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A Letter to African-American Medical Students and Resident-Physicians

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Dear Loved One,

You have overcome near insurmountable obstacles to reach this point. Those hurdles are now solidly in your rearview and today you find yourself on the pinnacle of greatness. Today marks the next step on your journey into our hallowed profession. Undoubtedly, your community of family, friends, mentors, advocates and allies is overwhelmed with pride in your accomplishments.

I write you today, not only to add to the chorus of congratulations, but to ignite a fire of self-determination in the very depth of your being. We need you. We need you, because past and present injustices contribute to the denial of basic human rights in minority communities [1], even in a country celebrated as the standard bearer for equality and freedom. We need you, because access to medical education for black individuals is at a historic low [2]. We need you, because black bodies continue to be underestimated, undervalued and undertreated at a level tantamount to a public health crisis [3, 4].

Be forewarned, the journey on which you embark is often unkind to people like us. There will be days when your brow is beaten by micro- and macro- aggressions, designed to rob you of your dignity. At times, they will imply that your black life does not matter in this profession. At times they will just say it outright. It will be said with snide comments, masked with a thin façade of humor. It will be said with off-putting looks and glances, subversive nonverbal speech and back room conversations to your exclusion. You will be told that you do not fit the mold. That you should just be happy to have a seat at their table. That your name, hair, accent, mannerisms, etc. are not reminiscent of their concept of what a physician should be.

When those days come, we need you to fight. Fight without fear or hesitation. Fight with every ounce of your brilliance. Fight, as if the lives and livelihoods of generations of black people depend on it. Because they do. We need you. And we need you to be you. Your unique perspective and experiences make you invaluable to elevating the standard of patient care. You will forge iron-clad, therapeutic alliances with your patients, that will enrich your life and theirs. Your viewpoints will allow you to redefine, not just what a physician can be, but what a physician should be. But if said viewpoints are lost on this journey, what good does that do?

So, when that ever-present shadow of insecurity attempts to enter the back door of your mind, remember the great host of witnesses who surround and support you. When they attempt to gaslight you, disenfranchise you or just straight up ignore you, remember that you stand on the backs of giants. But even more importantly, remember to use your platform to speak truth to power. Use your influence to speak for others when they cannot speak for themselves. Use your bully pulpit to overturn the status quo when it perpetuates injustice.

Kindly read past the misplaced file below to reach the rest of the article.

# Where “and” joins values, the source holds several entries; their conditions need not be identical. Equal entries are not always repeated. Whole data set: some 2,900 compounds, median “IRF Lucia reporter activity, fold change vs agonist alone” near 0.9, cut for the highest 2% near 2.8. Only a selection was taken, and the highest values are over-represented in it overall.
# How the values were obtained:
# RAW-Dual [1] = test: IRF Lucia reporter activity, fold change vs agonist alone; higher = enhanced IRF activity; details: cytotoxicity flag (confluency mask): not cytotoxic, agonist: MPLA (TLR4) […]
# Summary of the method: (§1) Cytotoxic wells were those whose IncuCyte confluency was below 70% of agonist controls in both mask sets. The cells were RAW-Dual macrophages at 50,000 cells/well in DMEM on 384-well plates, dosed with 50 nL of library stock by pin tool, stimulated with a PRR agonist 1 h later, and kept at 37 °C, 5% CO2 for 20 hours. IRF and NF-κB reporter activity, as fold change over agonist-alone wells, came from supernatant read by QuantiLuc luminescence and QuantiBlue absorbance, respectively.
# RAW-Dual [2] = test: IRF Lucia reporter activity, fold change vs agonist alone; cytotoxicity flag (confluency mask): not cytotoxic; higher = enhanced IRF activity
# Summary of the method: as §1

And above all, remember that you did not get here on your own. So as you rise, always remember to lift those who follow. Be purposeful and deliberate in word and action. Be unapologetically excellent and unapologetically black.


The Culture

Kwadwo Adu Owusu-Akyaw is a Chief Resident in Orthopaedic Surgery in the Duke University Health System in Durham, North Carolina. He is a co-founder of the Coalition of Black Physicians, a resident-physician organization dedicated to promoting fellowship, mentorship and advocacy amongst providers of color.

1. Jackson, C.S. and J.N. Gracia, Addressing health and health-care disparities: the role of a diverse workforce and the social determinants of health. Public Health Rep, 2014. 129 Suppl 2: p. 57–61.

2. Laurencin, C.T. and M. Murray, An American Crisis: the Lack of Black Men in Medicine. J Racial Ethn Health Disparities, 2017. 4(3): p. 317–321.

3. Blair, I.V., et al., Clinicians’ implicit ethnic/racial bias and perceptions of care among Black and Latino patients. Ann Fam Med, 2013. 11(1): p. 43–52.

4. Green, A.R., et al., Implicit bias among physicians and its prediction of thrombolysis decisions for black and white patients. J Gen Intern Med, 2007. 22(9): p. 1231–8.

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